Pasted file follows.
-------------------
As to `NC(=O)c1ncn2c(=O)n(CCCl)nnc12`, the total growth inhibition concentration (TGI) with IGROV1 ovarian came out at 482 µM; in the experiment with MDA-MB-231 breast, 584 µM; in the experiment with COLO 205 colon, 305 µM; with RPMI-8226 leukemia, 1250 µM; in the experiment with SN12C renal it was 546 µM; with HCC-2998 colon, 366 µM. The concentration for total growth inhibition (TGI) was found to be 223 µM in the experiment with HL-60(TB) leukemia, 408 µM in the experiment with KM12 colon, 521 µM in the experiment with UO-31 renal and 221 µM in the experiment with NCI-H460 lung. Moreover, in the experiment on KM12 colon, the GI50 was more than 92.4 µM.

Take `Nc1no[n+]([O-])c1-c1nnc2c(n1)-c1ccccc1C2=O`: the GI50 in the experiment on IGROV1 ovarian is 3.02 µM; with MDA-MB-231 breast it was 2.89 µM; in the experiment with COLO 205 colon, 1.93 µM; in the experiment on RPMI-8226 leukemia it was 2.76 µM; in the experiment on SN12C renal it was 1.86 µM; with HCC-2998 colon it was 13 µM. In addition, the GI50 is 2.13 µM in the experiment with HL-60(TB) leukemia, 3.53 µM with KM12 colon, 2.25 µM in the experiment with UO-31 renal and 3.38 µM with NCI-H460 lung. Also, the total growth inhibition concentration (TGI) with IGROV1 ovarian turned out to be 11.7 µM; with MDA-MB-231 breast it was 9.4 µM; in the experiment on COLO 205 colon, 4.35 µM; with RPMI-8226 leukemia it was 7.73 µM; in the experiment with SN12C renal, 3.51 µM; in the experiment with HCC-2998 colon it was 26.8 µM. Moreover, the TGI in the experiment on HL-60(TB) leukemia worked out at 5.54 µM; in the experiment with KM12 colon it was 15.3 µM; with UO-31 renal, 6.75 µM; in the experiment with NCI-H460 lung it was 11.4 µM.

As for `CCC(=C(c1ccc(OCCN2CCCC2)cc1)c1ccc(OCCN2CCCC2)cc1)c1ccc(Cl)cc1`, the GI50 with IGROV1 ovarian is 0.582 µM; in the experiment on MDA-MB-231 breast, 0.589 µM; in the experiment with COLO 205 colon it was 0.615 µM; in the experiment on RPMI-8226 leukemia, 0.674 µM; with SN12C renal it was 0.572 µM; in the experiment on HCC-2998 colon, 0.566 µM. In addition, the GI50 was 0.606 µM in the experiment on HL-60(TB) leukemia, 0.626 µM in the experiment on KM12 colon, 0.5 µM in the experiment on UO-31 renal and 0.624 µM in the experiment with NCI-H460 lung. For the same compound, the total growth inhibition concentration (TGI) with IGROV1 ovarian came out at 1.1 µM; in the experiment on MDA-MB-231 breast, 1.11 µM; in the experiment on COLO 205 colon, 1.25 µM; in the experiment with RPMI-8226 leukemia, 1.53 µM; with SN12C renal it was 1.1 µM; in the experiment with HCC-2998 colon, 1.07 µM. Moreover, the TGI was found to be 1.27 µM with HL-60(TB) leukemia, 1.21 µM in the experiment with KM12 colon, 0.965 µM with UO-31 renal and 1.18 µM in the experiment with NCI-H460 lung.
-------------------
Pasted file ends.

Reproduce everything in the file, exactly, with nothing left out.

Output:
As to `NC(=O)c1ncn2c(=O)n(CCCl)nnc12`, the total growth inhibition concentration (TGI) with IGROV1 ovarian came out at 482 µM; in the experiment with MDA-MB-231 breast, 584 µM; in the experiment with COLO 205 colon, 305 µM; with RPMI-8226 leukemia, 1250 µM; in the experiment with SN12C renal it was 546 µM; with HCC-2998 colon, 366 µM. The concentration for total growth inhibition (TGI) was found to be 223 µM in the experiment with HL-60(TB) leukemia, 408 µM in the experiment with KM12 colon, 521 µM in the experiment with UO-31 renal and 221 µM in the experiment with NCI-H460 lung. Moreover, in the experiment on KM12 colon, the GI50 was more than 92.4 µM.

Take `Nc1no[n+]([O-])c1-c1nnc2c(n1)-c1ccccc1C2=O`: the GI50 in the experiment on IGROV1 ovarian is 3.02 µM; with MDA-MB-231 breast it was 2.89 µM; in the experiment with COLO 205 colon, 1.93 µM; in the experiment on RPMI-8226 leukemia it was 2.76 µM; in the experiment on SN12C renal it was 1.86 µM; with HCC-2998 colon it was 13 µM. In addition, the GI50 is 2.13 µM in the experiment with HL-60(TB) leukemia, 3.53 µM with KM12 colon, 2.25 µM in the experiment with UO-31 renal and 3.38 µM with NCI-H460 lung. Also, the total growth inhibition concentration (TGI) with IGROV1 ovarian turned out to be 11.7 µM; with MDA-MB-231 breast it was 9.4 µM; in the experiment on COLO 205 colon, 4.35 µM; with RPMI-8226 leukemia it was 7.73 µM; in the experiment with SN12C renal, 3.51 µM; in the experiment with HCC-2998 colon it was 26.8 µM. Moreover, the TGI in the experiment on HL-60(TB) leukemia worked out at 5.54 µM; in the experiment with KM12 colon it was 15.3 µM; with UO-31 renal, 6.75 µM; in the experiment with NCI-H460 lung it was 11.4 µM.

As for `CCC(=C(c1ccc(OCCN2CCCC2)cc1)c1ccc(OCCN2CCCC2)cc1)c1ccc(Cl)cc1`, the GI50 with IGROV1 ovarian is 0.582 µM; in the experiment on MDA-MB-231 breast, 0.589 µM; in the experiment with COLO 205 colon it was 0.615 µM; in the experiment on RPMI-8226 leukemia, 0.674 µM; with SN12C renal it was 0.572 µM; in the experiment on HCC-2998 colon, 0.566 µM. In addition, the GI50 was 0.606 µM in the experiment on HL-60(TB) leukemia, 0.626 µM in the experiment on KM12 colon, 0.5 µM in the experiment on UO-31 renal and 0.624 µM in the experiment with NCI-H460 lung. For the same compound, the total growth inhibition concentration (TGI) with IGROV1 ovarian came out at 1.1 µM; in the experiment on MDA-MB-231 breast, 1.11 µM; in the experiment on COLO 205 colon, 1.25 µM; in the experiment with RPMI-8226 leukemia, 1.53 µM; with SN12C renal it was 1.1 µM; in the experiment with HCC-2998 colon, 1.07 µM. Moreover, the TGI was found to be 1.27 µM with HL-60(TB) leukemia, 1.21 µM in the experiment with KM12 colon, 0.965 µM with UO-31 renal and 1.18 µM in the experiment with NCI-H460 lung.